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So keen was Nicodemus to meet Jesus that he was willing to risk being seen. But he had reason to be afraid. The religious sect known as Pharisees that he belonged to were committed to killing Jesus. Such was their intense jealousy over Jesus’s popularity. It was almost certainly for this reason that Nicodemus came at night.
He began by addressing Jesus with respect. “Master” he said, “We know that you are a teacher come from God, for no one can do these signs that you do unless God is with him”.
His statement – or was it a question – seemed to be something like, “I think you’re from God … but who are you?” But, instead of credentials, Jesus offered Nicodemus a challenge. He said, “Truly, truly, I say to you, unless one is born again he cannot see the kingdom of God”. Clearly Nicodemus wanted to move closer to God. But how does one get ‘Born again’?
These days people use the metaphor of ‘new birth’ quite a lot. Cars get ‘rebirthed’ in shady workshops. Commentators speak of the rebirth of a city or sport or a fashion style. But was a ‘makeover’ all Jesus was getting at… or something more? Confused, Nicodemus replied. “How can a man be born when he is old? Can he enter a second time into his mother’s womb and be born?”
And so, Jesus explained to Nicodemus that being ‘born again’ meant having God’s Holy Spirit come to live inside you to help you live your life for God. Jesus then offered these famous words,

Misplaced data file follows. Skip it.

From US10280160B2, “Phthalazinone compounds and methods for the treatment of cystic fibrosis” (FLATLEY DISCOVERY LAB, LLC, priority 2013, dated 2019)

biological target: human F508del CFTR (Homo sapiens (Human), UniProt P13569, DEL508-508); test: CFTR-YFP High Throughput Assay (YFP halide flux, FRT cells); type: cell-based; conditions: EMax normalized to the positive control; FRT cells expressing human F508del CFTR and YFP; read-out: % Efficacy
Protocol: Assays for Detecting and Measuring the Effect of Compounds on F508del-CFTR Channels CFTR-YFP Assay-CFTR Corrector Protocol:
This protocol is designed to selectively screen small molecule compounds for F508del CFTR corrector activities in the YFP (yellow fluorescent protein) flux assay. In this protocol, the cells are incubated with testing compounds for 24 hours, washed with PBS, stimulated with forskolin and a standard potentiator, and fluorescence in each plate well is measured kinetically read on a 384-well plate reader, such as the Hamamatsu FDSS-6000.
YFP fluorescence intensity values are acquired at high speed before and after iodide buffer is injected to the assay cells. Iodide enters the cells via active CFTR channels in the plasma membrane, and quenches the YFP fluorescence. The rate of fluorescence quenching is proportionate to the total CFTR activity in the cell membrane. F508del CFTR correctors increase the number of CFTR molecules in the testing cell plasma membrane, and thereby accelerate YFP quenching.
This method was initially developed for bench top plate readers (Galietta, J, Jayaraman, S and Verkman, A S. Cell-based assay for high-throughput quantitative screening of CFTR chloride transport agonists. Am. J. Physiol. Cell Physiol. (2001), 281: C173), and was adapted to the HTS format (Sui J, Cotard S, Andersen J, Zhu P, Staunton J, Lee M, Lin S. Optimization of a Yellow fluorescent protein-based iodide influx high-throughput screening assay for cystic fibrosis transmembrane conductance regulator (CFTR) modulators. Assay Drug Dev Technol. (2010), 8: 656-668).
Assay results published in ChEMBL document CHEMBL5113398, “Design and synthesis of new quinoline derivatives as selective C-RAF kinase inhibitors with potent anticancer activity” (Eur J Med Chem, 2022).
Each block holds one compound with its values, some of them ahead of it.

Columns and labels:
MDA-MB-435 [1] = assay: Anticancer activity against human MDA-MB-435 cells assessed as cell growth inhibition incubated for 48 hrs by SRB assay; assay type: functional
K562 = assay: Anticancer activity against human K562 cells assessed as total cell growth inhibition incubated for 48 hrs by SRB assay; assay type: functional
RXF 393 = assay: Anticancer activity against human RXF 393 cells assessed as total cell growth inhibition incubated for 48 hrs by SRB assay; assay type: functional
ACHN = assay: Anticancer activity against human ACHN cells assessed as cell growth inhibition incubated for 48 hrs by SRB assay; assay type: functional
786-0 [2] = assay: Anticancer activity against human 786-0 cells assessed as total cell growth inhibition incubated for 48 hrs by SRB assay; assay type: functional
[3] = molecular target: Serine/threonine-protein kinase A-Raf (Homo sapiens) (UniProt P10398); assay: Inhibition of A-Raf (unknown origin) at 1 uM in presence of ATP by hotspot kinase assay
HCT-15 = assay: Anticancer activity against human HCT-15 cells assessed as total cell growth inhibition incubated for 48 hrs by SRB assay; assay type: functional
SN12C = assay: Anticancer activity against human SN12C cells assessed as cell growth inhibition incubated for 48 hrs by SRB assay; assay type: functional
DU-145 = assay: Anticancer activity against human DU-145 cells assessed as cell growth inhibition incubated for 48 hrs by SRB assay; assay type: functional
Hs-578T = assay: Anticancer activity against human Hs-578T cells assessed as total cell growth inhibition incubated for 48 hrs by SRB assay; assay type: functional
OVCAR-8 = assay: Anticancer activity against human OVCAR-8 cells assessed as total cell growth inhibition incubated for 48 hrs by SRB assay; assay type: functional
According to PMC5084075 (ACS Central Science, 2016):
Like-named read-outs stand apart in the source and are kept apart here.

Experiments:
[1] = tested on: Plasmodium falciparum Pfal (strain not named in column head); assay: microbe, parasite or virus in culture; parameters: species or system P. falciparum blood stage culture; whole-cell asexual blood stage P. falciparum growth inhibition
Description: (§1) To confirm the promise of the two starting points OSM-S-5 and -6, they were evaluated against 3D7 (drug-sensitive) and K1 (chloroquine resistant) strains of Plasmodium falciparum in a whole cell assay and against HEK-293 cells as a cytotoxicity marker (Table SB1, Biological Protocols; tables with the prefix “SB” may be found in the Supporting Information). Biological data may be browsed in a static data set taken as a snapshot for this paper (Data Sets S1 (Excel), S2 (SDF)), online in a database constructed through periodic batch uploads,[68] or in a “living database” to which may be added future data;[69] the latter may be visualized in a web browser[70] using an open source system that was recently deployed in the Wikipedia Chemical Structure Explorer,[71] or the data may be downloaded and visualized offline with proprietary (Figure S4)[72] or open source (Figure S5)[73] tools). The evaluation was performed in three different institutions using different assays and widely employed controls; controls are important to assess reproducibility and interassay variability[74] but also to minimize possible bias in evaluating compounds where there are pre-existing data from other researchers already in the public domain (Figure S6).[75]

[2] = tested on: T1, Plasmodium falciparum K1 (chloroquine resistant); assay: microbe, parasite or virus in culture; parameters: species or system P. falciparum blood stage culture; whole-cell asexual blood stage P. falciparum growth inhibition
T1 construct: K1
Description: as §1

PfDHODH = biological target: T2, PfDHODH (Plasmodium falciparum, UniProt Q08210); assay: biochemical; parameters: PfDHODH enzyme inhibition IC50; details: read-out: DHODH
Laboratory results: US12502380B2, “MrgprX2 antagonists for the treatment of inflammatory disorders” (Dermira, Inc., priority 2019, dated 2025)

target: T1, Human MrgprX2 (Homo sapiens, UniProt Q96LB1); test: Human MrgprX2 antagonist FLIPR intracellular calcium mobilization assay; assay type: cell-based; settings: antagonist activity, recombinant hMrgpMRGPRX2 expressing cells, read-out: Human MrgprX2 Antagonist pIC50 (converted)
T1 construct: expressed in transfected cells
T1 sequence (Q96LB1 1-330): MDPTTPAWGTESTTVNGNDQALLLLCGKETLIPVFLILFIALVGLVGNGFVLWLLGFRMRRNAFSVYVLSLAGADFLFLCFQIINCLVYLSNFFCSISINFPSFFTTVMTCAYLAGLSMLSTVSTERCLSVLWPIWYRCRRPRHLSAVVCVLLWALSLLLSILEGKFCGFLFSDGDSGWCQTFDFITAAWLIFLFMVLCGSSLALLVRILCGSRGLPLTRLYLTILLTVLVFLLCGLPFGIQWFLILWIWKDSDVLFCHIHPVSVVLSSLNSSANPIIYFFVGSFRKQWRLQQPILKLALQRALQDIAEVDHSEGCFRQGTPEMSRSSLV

“For God so loved the world, that he gave his only Son, that whoever believes in him should not perish but have eternal life.” (John 3:16)
Jesus was teaching Nicodemus that to begin life again and receive eternal life, a person must put their trust in him for the forgiveness of their sins.
These days, however, commitment is on the nose. Social researcher, Hugh Mackay, calls Generation X (born between 1965 and 1979) the ‘options generation’. It’s the ‘wait-and-see’ generation, so committed to flexibility and openness that they struggle to commit. But then social theorist Rebecca Huntley also describes Millennials (1980 –1996) as the ‘options generation’.
In truth, the problem with our generation is that we’re ‘post God’ and cynical. How can we take seriously the idea of being ‘born again’? Surely, it’s a religious scam! But if, like Nicodemus, you’re secretly yearning to start life again with God at the centre, then don’t think you need to secretly sneak into the night. You can put your trust in Jesus right now.